New York Magazine Cutting Publication Schedule

The publishing industry continues to have its problems in this modern era of electronic communication and the latest bastion of print to resort to cuts to stay in operation is New York Magazine.

New York Magazine is cutting its publication schedule from a weekly to a bi-weekly saving the reported $3.5 million in costs of publishing the extra 13 issues a year.

Unveiling management's plans to re-design the magazine to employees, editor in chief Adam Moss was "wistful," but confident.

He was somewhat sorrowful about losing 13 editions a year but said, "I would be more concerned if we didn’t address how the market and people’s reading habits have changed. I would not be doing this if I didn’t believe we could make a better magazine and continue to grow what we do both in print and online." 

But, Moss' confidence aside, as The New York Times noted, "The punishing economics of being a stand-alone weekly can be explained in one word: Newsweek."

With the spiraling failure that is Newsweek in mind (not to mention that of Time magazine), New York Magazine has fared better but not hugely so.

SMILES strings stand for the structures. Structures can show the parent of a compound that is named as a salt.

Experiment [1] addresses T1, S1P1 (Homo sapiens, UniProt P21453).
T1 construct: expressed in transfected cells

The Times reports that the magazine's website revenues have risen 15 percent year over year and that it will soon eclipse the revenues of the print version of the magazine but that is mostly because print's ad revenues have also fallen through the floor making the profits of the website take on an outsized appearance.

So, with the website growing and the print version flagging, the company is logically cutting the latter to fund growth of the former.

The Times says that the $3.5 million savings the magazine will see will go a long way to help improve the website experience.

Still, denizens at the magazine lament the necessary changes.

"All of us here are romantics about print," said Anup Bagaria, who is a managing partner at the company that publishes the magazine. "The thing that stopped us from doing it in the past — we’ve been discussing this since back when Bruce was alive--is the emotional hit that came with it. But once we realized that this is a way for us to continue to do what we do, and maybe do it better, I think people got excited."

The trouble of New York Magazine is yet one more example of the downward spiral of the publishing industry.


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